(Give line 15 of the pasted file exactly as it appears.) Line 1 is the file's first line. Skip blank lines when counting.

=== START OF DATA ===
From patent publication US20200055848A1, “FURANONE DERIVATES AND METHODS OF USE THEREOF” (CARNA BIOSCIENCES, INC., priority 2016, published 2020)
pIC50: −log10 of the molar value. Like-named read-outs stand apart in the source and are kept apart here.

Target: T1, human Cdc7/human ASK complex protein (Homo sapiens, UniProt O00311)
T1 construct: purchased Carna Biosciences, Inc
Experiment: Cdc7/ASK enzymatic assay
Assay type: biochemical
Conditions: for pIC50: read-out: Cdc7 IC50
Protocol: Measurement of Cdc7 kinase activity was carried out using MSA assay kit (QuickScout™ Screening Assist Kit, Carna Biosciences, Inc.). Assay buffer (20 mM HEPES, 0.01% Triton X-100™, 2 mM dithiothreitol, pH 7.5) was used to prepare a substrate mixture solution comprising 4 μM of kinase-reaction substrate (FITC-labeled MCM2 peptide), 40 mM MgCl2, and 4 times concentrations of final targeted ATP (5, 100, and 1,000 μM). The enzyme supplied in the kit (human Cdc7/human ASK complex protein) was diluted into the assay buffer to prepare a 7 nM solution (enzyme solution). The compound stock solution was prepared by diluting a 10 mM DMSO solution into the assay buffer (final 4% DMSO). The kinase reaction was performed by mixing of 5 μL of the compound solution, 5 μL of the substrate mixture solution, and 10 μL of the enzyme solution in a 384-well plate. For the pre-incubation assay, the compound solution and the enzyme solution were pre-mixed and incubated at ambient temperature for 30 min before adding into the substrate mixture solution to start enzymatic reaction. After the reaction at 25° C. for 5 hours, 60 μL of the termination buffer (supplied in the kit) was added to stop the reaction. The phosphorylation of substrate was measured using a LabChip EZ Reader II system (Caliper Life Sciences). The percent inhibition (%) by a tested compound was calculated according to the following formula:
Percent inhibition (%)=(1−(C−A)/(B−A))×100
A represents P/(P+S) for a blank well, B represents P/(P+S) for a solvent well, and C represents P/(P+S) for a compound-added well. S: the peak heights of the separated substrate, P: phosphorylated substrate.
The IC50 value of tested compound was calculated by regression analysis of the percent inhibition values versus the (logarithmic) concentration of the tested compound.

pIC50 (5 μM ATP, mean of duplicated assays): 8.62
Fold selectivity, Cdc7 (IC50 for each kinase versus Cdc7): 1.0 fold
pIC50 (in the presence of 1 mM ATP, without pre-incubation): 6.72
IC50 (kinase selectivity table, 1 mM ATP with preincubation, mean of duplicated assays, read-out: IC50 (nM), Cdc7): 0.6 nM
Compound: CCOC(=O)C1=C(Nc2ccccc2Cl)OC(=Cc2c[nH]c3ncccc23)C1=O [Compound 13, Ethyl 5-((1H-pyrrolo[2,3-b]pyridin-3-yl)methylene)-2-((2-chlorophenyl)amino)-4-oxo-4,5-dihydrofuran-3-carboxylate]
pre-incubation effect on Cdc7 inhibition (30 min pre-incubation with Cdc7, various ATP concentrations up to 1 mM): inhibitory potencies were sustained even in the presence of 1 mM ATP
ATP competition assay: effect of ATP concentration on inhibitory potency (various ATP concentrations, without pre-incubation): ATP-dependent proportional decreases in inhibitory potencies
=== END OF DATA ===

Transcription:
IC50 (kinase selectivity table, 1 mM ATP with preincubation, mean of duplicated assays, read-out: IC50 (nM), Cdc7): 0.6 nM